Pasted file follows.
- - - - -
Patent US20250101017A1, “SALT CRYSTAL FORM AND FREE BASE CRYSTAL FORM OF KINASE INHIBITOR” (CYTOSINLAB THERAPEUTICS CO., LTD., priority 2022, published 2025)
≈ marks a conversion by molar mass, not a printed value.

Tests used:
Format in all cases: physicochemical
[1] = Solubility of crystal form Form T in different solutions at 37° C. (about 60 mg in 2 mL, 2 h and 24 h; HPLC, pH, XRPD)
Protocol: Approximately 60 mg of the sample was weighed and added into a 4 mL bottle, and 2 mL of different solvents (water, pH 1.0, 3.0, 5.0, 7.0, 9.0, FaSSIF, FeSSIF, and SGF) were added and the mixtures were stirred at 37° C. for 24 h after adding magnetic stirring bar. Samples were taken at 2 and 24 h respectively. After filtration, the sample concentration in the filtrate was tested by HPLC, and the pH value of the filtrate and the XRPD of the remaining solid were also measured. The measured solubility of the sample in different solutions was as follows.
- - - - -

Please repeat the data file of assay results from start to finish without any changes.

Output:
Patent US20250101017A1, “SALT CRYSTAL FORM AND FREE BASE CRYSTAL FORM OF KINASE INHIBITOR” (CYTOSINLAB THERAPEUTICS CO., LTD., priority 2022, published 2025)
≈ marks a conversion by molar mass, not a printed value.

Tests used:
Format in all cases: physicochemical
[1] = Solubility of crystal form Form T in different solutions at 37° C. (about 60 mg in 2 mL, 2 h and 24 h; HPLC, pH, XRPD)
Protocol: Approximately 60 mg of the sample was weighed and added into a 4 mL bottle, and 2 mL of different solvents (water, pH 1.0, 3.0, 5.0, 7.0, 9.0, FaSSIF, FeSSIF, and SGF) were added and the mixtures were stirred at 37° C. for 24 h after adding magnetic stirring bar. Samples were taken at 2 and 24 h respectively. After filtration, the sample concentration in the filtrate was tested by HPLC, and the pH value of the filtrate and the XRPD of the remaining solid were also measured. The measured solubility of the sample in different solutions was as follows.